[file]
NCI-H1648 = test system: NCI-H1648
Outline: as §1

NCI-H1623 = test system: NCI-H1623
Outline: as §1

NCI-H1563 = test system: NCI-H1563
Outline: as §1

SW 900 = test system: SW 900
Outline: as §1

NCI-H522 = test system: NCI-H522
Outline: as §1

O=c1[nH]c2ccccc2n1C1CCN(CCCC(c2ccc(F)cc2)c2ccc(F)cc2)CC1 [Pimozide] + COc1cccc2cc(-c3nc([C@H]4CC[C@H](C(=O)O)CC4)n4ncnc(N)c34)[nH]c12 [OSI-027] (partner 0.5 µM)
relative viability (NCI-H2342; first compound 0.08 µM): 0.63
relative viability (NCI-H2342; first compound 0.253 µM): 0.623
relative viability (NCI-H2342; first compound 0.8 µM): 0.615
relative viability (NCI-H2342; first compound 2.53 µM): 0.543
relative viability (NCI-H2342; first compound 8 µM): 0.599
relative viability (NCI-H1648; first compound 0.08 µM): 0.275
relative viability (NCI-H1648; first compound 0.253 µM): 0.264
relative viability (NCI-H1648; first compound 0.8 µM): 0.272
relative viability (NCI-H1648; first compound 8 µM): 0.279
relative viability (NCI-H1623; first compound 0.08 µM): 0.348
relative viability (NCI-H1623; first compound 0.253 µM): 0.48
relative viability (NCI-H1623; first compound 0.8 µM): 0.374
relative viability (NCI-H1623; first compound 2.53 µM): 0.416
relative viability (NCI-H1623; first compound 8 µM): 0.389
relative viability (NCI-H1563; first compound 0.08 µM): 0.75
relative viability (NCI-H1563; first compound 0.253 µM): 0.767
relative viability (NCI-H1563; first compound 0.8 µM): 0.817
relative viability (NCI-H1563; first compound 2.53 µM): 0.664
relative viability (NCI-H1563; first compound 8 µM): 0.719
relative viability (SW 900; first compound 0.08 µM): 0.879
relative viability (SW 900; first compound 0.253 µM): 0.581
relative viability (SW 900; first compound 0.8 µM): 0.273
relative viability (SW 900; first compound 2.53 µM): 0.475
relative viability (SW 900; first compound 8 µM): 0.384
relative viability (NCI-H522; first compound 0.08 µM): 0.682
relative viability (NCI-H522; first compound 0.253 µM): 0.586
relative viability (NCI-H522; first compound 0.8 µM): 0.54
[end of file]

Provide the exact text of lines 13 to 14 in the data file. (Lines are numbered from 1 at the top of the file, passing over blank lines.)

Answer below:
relative viability (NCI-H2342; first compound 0.253 µM): 0.623
relative viability (NCI-H2342; first compound 0.8 µM): 0.615